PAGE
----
After the noise and chaos that was the very fun Barber Vintage Fest, neither of us really wanted to spend time in a city, and would have preferred to camp somewhere quiet for a night. However, who knows when we’ll be near Birmingham, AL again, and we wanted to see at least a little bit before leaving town.
First up – the Sloss Furnace:
Birmingham exists because it was an ideal place to site the Sloss Furnace to produce iron. Now a National Historic Landmark, the site offers self guided tours, and is also apparently a venue for events and concerts (and in October, a most excellent haunted attraction). Per the website:
Sloss Furnaces produced iron for nearly 90 years, which gave rise to the city of Birmingham, AL. Now recognized as a National Historic Landmark, Sloss Furnaces, with its web of pipes and tall smokestacks, offers a glimpse into the great industrial past of the South and our nation.
We spent an hour or two wandering around the complex, and watching the video (VHS! no kidding!) overview of the history of the site up to the modern day.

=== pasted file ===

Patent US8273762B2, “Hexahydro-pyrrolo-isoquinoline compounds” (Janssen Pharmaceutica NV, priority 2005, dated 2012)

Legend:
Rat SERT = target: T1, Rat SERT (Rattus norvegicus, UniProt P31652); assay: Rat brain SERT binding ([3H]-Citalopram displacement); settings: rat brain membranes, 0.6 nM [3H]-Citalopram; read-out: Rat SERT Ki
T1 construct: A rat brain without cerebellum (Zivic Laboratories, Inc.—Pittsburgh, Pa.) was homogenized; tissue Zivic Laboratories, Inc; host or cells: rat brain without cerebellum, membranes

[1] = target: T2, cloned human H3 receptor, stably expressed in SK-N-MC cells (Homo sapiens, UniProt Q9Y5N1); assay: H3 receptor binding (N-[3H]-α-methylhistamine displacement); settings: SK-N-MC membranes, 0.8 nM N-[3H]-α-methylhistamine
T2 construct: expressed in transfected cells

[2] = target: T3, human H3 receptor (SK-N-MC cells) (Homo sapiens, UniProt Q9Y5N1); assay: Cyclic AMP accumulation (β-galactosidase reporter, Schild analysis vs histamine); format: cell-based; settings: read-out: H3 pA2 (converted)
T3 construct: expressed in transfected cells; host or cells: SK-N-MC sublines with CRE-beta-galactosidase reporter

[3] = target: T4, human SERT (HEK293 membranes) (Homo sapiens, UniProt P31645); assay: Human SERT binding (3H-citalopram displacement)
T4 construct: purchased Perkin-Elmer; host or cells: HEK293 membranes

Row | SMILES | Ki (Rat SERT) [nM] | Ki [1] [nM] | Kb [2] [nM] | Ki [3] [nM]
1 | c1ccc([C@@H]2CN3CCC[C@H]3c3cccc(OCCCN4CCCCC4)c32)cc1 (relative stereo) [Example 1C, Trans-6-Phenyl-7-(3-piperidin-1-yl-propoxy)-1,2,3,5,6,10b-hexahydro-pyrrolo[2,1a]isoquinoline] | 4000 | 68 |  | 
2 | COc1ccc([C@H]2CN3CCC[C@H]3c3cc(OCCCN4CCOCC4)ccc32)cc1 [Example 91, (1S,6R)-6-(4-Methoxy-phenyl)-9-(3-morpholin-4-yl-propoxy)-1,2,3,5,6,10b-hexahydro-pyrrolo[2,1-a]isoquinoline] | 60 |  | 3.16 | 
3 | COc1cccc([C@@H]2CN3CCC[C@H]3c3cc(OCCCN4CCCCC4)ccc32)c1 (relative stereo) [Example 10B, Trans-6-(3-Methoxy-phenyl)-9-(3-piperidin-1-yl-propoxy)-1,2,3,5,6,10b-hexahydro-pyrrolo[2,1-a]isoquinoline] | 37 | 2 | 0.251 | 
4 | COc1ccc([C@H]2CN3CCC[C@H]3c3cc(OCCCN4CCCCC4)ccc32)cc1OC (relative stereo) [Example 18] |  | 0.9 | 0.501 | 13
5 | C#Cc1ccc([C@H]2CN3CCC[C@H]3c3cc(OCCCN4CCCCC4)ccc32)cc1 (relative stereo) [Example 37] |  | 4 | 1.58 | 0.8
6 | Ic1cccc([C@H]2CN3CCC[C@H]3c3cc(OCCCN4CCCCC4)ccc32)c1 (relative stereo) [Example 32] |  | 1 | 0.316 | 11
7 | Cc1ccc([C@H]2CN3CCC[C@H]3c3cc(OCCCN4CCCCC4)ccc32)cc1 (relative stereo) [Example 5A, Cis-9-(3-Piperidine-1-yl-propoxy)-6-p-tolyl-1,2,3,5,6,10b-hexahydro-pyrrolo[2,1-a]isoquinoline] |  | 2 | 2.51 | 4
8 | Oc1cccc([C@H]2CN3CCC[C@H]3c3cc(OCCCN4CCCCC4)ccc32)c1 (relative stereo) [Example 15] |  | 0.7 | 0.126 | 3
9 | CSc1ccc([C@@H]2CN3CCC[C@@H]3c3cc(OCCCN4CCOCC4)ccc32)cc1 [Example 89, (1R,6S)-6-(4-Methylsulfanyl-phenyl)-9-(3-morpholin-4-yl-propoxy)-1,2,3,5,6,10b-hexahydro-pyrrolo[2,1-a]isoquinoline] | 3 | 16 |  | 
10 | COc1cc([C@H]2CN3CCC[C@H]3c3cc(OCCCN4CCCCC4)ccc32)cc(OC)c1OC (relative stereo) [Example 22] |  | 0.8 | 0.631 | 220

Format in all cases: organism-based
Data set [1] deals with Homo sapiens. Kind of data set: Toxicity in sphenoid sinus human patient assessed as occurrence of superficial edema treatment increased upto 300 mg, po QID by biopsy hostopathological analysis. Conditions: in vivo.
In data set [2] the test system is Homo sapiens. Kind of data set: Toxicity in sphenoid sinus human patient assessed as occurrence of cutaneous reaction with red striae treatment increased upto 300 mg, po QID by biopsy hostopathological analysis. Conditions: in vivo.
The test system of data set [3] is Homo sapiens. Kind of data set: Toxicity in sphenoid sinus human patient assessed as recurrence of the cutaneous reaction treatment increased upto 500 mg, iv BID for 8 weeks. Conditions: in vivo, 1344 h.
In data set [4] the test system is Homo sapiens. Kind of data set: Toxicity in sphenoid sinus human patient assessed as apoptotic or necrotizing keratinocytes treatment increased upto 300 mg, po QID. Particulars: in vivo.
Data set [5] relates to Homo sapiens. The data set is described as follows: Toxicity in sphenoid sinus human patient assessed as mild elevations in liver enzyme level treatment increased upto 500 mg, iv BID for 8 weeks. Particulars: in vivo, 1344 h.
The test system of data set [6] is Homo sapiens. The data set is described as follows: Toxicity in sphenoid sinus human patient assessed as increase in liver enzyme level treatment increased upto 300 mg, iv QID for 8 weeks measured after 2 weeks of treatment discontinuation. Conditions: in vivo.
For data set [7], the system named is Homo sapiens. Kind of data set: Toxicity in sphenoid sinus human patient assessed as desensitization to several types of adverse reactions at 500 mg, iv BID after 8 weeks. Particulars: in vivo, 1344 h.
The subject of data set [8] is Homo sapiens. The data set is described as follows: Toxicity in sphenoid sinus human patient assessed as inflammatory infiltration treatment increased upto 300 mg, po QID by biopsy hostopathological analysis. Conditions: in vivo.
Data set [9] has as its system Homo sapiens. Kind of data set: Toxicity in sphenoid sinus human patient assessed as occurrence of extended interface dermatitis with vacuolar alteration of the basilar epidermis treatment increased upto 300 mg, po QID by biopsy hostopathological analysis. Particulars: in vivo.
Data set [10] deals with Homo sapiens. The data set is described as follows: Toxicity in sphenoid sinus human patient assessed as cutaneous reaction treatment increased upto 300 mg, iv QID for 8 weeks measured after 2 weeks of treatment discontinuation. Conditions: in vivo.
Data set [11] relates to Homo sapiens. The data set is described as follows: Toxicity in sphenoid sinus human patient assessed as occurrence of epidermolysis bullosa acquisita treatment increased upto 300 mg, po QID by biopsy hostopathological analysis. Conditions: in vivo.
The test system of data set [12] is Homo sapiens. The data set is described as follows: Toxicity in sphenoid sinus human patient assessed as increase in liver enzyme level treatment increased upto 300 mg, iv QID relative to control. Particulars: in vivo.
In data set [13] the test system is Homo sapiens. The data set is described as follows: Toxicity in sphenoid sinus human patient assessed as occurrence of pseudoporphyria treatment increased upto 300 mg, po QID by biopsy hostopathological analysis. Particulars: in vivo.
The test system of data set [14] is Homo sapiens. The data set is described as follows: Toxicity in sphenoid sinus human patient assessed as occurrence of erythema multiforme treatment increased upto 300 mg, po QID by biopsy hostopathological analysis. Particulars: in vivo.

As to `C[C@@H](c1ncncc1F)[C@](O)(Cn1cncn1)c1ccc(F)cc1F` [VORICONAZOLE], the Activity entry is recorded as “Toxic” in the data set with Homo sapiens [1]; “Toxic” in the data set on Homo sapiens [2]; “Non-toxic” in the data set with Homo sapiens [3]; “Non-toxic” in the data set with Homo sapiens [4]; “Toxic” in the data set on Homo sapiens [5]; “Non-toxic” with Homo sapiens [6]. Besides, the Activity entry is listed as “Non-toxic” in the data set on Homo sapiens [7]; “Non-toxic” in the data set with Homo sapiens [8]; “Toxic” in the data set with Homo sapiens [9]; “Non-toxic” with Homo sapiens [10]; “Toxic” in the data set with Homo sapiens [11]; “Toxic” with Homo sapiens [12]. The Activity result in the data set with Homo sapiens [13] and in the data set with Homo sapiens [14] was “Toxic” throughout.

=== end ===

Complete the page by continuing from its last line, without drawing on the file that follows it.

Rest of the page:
Civil Right Tourism, Kelly Ingram Park:
Birmingham is of course home to some significant civil rights history. We didn’t even scratch the surface with our short visit, but a walk around Kelly Ingram Park for an hour was well worth the time.
Huntsville, AL – US Space & Rocket Center
Hunstville, AL, and the US Space & Rocket Center, is a quick 100 mile ride north from Birmingham. Space program tourism is always a favorite with us, and Hunstville is a must-visit if you are into that sort of thing. There is a lot to see, and we couldn’t leave Alabama without spending most of a day here.
(Kevin and I may have been a tiny bit jealous of the Space Camp kids:)
Exploded view with color coding for country/region of origin of the International Space Station (ISS):
ISS treadmill and bedroom:
Fun stop! Highly recommended, well worth the visit.
From Huntsville, we began our ride back towards home. Along the way, we stopped in Oak Ridge, TN.